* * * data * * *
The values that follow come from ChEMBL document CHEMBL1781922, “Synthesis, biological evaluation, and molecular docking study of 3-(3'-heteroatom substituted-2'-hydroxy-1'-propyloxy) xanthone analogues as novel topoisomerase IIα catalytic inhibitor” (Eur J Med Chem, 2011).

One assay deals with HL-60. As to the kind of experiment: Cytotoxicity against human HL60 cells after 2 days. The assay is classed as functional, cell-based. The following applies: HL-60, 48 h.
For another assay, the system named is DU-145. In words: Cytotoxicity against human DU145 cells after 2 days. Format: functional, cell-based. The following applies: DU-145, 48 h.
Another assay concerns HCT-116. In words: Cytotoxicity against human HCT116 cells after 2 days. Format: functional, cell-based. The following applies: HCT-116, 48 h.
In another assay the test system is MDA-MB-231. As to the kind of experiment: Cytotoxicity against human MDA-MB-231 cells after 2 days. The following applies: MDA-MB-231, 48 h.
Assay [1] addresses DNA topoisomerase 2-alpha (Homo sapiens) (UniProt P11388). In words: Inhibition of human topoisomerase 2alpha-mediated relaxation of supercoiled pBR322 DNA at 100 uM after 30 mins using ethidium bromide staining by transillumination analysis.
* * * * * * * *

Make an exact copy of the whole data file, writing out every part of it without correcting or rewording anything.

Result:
The values that follow come from ChEMBL document CHEMBL1781922, “Synthesis, biological evaluation, and molecular docking study of 3-(3'-heteroatom substituted-2'-hydroxy-1'-propyloxy) xanthone analogues as novel topoisomerase IIα catalytic inhibitor” (Eur J Med Chem, 2011).

One assay deals with HL-60. As to the kind of experiment: Cytotoxicity against human HL60 cells after 2 days. The assay is classed as functional, cell-based. The following applies: HL-60, 48 h.
For another assay, the system named is DU-145. In words: Cytotoxicity against human DU145 cells after 2 days. Format: functional, cell-based. The following applies: DU-145, 48 h.
Another assay concerns HCT-116. In words: Cytotoxicity against human HCT116 cells after 2 days. Format: functional, cell-based. The following applies: HCT-116, 48 h.
In another assay the test system is MDA-MB-231. As to the kind of experiment: Cytotoxicity against human MDA-MB-231 cells after 2 days. The following applies: MDA-MB-231, 48 h.
Assay [1] addresses DNA topoisomerase 2-alpha (Homo sapiens) (UniProt P11388). In words: Inhibition of human topoisomerase 2alpha-mediated relaxation of supercoiled pBR322 DNA at 100 uM after 30 mins using ethidium bromide staining by transillumination analysis.